The relationship between fear of falling and functional ability following a multi-component fall prevention program: an analysis of clinical data
Additional Document Info
The first objective was to evaluate clinical data from a multi-component fall prevention program. The second objective was to explore the relationship between physical function and fear of falling (FoF).
Adults (N = 287, mean age = 76 years) who participated in the Building Balance Program between 2011-2020 were assessed with five physical function measures and two FoF measures. Repeated measures ANOVA controlling for age and sex were performed to assess change from baseline. Linear regressions were conducted to evaluate how physical function explained variations in FoF.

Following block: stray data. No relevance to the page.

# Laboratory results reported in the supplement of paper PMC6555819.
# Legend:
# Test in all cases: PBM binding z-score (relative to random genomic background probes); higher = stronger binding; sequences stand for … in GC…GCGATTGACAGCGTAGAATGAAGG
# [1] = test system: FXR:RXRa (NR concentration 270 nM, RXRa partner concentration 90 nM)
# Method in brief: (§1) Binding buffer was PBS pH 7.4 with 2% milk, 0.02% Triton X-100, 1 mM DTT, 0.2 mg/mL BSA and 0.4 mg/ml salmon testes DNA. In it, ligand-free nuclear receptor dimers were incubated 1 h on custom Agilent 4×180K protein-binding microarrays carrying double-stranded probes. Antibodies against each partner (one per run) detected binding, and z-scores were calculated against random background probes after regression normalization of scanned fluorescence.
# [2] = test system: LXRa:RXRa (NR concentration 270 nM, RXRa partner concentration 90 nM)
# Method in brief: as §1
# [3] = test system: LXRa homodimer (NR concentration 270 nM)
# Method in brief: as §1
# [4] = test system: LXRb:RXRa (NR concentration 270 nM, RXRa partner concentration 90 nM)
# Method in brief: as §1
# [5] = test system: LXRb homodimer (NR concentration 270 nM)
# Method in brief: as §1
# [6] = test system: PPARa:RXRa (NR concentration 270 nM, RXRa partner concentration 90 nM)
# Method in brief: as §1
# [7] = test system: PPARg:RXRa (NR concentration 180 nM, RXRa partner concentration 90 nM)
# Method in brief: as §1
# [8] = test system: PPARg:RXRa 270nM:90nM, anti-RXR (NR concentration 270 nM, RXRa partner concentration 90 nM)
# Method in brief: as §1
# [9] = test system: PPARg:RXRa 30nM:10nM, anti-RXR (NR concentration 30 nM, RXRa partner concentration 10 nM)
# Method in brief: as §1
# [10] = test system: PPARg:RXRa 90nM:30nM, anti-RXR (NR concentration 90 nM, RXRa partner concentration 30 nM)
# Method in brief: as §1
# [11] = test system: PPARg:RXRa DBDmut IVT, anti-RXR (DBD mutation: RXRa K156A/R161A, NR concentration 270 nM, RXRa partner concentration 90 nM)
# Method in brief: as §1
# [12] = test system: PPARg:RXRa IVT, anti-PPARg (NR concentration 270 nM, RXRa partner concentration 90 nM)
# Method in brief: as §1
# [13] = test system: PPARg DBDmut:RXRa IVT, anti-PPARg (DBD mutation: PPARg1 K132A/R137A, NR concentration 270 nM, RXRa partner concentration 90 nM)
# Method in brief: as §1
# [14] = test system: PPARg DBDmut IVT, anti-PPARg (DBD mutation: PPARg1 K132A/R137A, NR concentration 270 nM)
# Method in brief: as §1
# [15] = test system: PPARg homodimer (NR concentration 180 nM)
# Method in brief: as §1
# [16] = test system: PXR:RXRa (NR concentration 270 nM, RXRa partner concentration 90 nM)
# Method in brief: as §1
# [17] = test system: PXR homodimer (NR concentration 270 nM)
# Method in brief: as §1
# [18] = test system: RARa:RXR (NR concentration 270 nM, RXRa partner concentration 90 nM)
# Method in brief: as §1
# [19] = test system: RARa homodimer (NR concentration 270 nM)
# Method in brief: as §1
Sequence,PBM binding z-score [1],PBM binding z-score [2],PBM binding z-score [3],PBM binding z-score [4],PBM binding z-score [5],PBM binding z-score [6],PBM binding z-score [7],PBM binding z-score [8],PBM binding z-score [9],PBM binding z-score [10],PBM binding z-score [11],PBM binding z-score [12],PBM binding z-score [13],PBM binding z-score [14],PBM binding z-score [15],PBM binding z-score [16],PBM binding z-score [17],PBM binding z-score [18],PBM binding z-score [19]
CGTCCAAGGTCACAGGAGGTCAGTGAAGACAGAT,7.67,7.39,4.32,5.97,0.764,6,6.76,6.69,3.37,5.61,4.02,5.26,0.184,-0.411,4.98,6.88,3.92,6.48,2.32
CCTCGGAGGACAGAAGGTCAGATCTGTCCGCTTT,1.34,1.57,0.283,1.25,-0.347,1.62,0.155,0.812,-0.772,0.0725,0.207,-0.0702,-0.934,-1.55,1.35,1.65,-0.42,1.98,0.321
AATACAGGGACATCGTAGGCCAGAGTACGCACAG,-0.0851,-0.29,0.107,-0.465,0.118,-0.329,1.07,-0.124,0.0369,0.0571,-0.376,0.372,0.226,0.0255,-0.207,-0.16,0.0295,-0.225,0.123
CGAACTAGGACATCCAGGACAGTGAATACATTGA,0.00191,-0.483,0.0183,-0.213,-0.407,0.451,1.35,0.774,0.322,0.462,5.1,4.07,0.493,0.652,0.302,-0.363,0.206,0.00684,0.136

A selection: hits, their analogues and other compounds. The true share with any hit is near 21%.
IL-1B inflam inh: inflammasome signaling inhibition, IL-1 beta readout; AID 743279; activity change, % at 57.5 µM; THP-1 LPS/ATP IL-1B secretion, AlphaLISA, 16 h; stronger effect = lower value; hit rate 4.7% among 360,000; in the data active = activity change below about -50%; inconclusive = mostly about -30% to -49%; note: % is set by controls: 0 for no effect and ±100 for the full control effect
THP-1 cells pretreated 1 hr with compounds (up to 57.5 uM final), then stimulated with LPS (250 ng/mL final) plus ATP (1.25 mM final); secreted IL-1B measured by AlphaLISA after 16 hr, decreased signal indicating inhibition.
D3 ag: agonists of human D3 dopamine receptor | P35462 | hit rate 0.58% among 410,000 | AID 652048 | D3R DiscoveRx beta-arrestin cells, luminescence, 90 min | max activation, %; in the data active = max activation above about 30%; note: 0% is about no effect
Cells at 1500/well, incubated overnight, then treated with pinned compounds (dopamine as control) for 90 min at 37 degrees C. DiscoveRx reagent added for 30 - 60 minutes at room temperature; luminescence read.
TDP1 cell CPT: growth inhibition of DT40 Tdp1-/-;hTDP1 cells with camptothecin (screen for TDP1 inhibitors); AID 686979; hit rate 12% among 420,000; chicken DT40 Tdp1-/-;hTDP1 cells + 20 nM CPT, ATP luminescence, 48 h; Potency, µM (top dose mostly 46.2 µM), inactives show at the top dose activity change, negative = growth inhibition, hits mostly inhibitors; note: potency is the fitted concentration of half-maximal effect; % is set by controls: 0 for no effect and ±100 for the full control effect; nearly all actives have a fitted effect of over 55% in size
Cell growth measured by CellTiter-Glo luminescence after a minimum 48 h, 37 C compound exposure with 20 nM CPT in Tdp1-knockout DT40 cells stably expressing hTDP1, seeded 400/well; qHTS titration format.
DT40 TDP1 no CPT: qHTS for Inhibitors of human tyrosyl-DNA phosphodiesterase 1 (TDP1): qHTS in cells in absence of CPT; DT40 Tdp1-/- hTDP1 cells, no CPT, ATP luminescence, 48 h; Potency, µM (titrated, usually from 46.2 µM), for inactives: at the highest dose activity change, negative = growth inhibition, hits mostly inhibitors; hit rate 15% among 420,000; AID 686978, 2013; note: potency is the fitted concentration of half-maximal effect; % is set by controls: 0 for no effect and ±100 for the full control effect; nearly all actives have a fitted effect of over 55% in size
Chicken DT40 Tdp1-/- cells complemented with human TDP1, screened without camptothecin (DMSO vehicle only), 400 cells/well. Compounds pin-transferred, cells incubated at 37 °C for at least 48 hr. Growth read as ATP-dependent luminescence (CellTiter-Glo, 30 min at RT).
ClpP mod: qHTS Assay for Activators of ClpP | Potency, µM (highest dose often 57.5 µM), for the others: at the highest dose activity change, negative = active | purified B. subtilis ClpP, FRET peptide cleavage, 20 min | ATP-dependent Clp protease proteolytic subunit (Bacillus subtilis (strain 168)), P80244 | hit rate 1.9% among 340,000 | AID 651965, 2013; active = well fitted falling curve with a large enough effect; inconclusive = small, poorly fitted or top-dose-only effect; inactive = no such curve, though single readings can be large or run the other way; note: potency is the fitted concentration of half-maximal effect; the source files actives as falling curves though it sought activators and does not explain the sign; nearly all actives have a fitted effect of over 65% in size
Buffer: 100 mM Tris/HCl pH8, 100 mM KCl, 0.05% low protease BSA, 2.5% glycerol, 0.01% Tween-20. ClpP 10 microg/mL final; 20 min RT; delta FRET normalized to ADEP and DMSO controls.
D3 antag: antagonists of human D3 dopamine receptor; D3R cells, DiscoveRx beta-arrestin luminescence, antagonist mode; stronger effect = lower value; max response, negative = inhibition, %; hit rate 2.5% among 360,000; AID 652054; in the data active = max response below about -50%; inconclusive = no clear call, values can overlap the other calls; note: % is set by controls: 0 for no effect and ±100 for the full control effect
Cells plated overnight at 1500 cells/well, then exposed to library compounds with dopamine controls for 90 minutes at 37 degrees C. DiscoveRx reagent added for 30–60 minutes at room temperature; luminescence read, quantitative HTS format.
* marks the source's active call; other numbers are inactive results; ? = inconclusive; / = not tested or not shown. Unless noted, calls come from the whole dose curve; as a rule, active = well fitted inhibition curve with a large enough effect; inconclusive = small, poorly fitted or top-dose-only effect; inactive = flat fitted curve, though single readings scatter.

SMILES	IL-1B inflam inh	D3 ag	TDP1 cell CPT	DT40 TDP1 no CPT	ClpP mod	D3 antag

There were significant improvements between pre and post-program Berg Balance Scale (BBS) scores (p < .001), Timed-Up and Go (TUG) times (p < .001), 30 second Chair-Stand (30 CST repetitions) (p < .001), Functional Reach (FR) distance (p < .001), gait speed (p < .001), single item-FoF score (p < .001), and short Falls Efficacy Scale-International (FES-I score) (p < .001). After controlling for sex on all regression analyses, age, and pre-program gait speed explained variations in pre-program short FES-I scores (Adjusted R2 = 0.19). Age, pre-program BBS and 30 CST repetitions explained variations in pre-program level of FoF (Adjusted R2 = 0.25). Variations in post-program short FES-I scores (Adjusted R2 = 0.17) were explained by age, post-program TUG times and FR distance after controlling for age and sex. Robust regressions indicated variations in post-program level of FoF explained by age, post-program TUG and FR distance with a two-way interaction between age and FR.
A multi-component fall prevention program improved physical function and decreased FoF. A small association between physical function and FoF similar between pre- and post-program conditions was identified.